After listening to Autocondo’s self-titled album, I’m not quite sure if they’re in the business of music-making or storytelling, but rest assured that they do both like seasoned professionals.

The debut album and brainchild of Torontonians Neil Chapman, Russell Walker, and Tony Duggan-Smith falls into the genre they call “post-apocalyptic pop”, which makes sense if you look at the album’s case, which is covered in a mural of a post-apocalyptic cartoon world homes to warped transmission towers, deserted gas pumps, and you guessed it, several “autocondos”.

Wondering what exactly an autocondo is? From reading over the lengthy and detailed explanation on the band’s website, the main idea is the not-so-distant future holds a world where the only habitable locations are towers made of cars following “the demise of the Big Three automakers” and collapse of the “condo boom”. It is in this universe that the Autocondo band exists, despite the fact that not a single track on their album makes reference to this imaginative backstory.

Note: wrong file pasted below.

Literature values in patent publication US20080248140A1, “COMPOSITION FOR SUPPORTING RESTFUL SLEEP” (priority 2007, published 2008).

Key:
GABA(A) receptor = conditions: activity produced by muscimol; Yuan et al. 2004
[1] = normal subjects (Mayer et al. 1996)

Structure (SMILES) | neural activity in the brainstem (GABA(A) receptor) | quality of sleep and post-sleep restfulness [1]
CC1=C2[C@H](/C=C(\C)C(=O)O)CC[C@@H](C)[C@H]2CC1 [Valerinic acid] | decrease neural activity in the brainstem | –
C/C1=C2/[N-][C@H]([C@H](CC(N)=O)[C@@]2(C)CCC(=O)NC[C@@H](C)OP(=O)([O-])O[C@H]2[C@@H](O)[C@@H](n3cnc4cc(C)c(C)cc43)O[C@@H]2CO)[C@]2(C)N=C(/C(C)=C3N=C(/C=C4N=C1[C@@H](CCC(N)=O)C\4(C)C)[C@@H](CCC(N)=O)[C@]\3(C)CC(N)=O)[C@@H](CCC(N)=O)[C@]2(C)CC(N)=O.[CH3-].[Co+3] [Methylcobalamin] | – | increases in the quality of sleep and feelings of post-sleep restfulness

In fact, the Autocondo bandmates share a lot of the problems that you and I have. For example, in “Paralysed” they sing “Paralysed; what if I make a mistake? / Paralysed by the choices I make.” “Paralysed” happens to be the best song on the album by far—it’s the foot-tapping first track that forecasts the high production quality throughout the entire album (but honourable mentions also go out to “Send Her Back” for killer melodies). The band’s style, which they say is heavily influenced by the likes of Neil Diamond and the Kinks, makes for easy light listening as a blend of country, folk, and rock.

Autocondo sounds like the soundtrack for a road trip with no destination. Lengthy guitar solos and even entirely instrumental songs will give plenty of opportunities to practise the air guitar.